Lorraine Kelly, 54, and her daughter Rosie, 23, stepped out in the capital on Tuesday night to attend An Evening with Chickenshed on Tuesday night. The mother-daughter duo were joined by a host of famous faces, including Sarah Ferguson, Michelle Collins and David Walliams – who along with Professor Johathan Shalit OBE, hosted the event to support the charity, which works at changing lives through theatre. Lorraine looked stylish dressed in a black jumpsuit, which she teamed with a gold clutch and metallic heels. Rosie also looked the part wearing a floral dress and red sandals.
Lorraine Kelly and daughter Rosie enjoyed a night out together in London
This would have been an extra special night for Lorraine and Rosie, who are used to spending months from each other, with Lorraine busy working in London, and Rosie working abroad in Singapore. Lorraine was reduced to tears last month after receiving a surprise message from her daughter via a video message on TV. Rosie treated her mum to a special Mother's Day message, telling her: "Happy Mother’s Day Mum, sending you lots of love from Laos. I hope Angus gives you lots of cuddles."
She then blew a kiss to the camera, as Lorraine told fashion guru Mark Heyes – who had encouraged Rosie to send the message: "How did you get her to do that? That's so nice! I've gone completely. Just seeing [Rosie's] wee face that was so nice because I miss her!" The doting mum later thanked Mark for arranging the surprise, explaining on Twitter: "Rosie lives and works in Singapore and although we talk all the time – I miss her! Was such a lovely surprise."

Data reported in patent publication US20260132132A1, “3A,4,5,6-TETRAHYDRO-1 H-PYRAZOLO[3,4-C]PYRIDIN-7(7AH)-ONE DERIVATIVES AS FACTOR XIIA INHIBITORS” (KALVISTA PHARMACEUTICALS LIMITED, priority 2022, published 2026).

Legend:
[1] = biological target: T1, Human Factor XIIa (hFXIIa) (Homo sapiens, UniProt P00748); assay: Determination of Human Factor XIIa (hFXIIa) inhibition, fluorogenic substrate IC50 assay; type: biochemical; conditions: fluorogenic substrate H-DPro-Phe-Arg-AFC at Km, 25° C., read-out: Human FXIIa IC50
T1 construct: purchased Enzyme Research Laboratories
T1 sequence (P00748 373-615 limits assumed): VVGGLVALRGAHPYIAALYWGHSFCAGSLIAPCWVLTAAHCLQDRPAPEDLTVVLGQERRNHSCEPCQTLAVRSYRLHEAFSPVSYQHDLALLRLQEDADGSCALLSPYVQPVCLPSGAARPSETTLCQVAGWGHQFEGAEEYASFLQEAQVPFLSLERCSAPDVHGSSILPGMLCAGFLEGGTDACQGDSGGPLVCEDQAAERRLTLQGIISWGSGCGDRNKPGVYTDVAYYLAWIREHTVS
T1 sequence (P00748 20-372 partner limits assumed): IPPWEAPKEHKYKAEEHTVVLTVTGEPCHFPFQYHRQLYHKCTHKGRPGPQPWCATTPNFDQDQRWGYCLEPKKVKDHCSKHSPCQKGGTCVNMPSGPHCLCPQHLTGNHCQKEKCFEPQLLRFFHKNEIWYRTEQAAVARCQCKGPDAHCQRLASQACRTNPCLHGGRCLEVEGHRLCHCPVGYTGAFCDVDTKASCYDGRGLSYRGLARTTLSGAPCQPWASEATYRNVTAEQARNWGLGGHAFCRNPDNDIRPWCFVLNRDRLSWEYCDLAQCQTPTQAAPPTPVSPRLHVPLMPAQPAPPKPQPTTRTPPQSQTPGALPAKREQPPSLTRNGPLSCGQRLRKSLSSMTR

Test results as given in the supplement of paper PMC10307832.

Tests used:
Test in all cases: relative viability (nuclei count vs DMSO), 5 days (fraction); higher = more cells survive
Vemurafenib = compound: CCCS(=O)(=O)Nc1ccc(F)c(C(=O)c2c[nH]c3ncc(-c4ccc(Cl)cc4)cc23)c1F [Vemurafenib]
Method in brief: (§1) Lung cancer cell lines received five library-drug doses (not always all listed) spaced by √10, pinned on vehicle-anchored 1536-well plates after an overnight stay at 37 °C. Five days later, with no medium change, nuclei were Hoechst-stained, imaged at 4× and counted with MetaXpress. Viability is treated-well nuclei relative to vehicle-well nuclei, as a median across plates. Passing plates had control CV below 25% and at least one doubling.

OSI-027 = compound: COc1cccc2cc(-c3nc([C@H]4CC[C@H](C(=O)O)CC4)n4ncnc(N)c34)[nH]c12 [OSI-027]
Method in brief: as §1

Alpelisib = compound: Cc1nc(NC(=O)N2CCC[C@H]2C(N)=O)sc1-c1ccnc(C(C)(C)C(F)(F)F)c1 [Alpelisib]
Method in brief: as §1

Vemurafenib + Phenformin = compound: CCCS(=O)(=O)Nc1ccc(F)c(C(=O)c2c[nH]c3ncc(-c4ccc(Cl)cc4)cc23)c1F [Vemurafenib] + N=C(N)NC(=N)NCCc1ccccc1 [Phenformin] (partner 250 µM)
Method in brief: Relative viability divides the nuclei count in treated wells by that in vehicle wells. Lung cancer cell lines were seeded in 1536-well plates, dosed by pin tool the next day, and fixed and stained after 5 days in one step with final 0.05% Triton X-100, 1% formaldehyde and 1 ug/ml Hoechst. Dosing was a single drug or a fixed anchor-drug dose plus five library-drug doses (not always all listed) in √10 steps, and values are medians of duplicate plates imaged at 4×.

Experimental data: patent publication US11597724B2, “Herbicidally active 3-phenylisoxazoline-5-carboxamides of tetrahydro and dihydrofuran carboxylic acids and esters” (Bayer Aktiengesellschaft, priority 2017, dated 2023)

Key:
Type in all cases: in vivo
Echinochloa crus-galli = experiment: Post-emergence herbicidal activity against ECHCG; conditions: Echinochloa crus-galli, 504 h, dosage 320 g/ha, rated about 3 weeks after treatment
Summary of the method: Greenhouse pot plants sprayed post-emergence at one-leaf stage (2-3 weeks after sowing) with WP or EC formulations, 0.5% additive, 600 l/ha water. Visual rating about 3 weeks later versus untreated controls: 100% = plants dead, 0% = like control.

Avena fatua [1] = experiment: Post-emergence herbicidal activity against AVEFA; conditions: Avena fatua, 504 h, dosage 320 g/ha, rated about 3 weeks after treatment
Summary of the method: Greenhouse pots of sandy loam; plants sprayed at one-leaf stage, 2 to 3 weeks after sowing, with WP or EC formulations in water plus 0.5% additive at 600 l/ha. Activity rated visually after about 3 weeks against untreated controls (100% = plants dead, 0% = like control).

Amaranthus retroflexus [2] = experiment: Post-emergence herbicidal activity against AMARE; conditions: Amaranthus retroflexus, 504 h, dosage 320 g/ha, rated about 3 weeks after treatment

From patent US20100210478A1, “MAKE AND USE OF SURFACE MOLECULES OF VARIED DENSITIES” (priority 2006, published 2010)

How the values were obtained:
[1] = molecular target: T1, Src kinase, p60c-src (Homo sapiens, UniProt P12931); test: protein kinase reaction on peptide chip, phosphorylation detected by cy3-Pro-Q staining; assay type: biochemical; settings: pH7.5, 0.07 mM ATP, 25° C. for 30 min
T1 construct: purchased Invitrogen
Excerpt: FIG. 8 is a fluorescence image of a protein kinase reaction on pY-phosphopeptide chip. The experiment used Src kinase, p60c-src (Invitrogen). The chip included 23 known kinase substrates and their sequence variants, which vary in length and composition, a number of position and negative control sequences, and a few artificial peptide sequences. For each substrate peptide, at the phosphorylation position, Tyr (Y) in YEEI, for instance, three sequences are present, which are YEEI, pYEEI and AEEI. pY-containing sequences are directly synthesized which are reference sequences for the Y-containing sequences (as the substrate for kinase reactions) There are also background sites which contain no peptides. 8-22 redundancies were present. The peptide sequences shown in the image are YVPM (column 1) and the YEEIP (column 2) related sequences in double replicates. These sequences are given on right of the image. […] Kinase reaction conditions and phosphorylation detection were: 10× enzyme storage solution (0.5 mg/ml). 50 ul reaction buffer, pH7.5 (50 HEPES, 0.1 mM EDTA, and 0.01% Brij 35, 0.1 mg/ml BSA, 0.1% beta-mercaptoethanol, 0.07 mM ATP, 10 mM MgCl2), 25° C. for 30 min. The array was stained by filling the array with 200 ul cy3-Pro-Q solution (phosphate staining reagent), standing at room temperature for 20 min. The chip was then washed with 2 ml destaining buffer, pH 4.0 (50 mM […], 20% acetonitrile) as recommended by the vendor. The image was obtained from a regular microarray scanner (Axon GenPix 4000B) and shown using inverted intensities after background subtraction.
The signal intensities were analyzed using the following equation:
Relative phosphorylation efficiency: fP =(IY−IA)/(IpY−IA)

Rosie surprised her mum with a video message from Singapore for Mother's Day
Rosie is Lorraine's only child, who she shares with cameraman husband Steve Smith. The couple have been married since 1992 and manage to maintain a long-distance relationship, with Lorraine splitting her time between London and the family home in Dundee.
Rosie has previously talked about what it's like to have a famous mum. In a feature for Daily Mail's Weekend magazine in 2014, the journalism graduate. "There was never a sudden moment when I realised my mother was not like other mothers. I do remember when I was very young and we were out shopping being baffled that people were asking her for her autograph. I'd say, 'Why are you scribbling your name on bits of paper for people?' It all seemed very strange," she wrote. Rosie added that because Lorraine has been famous since she was born, she doesn't know any different. "Of course it has its ups and downs but she's always been just mum to me."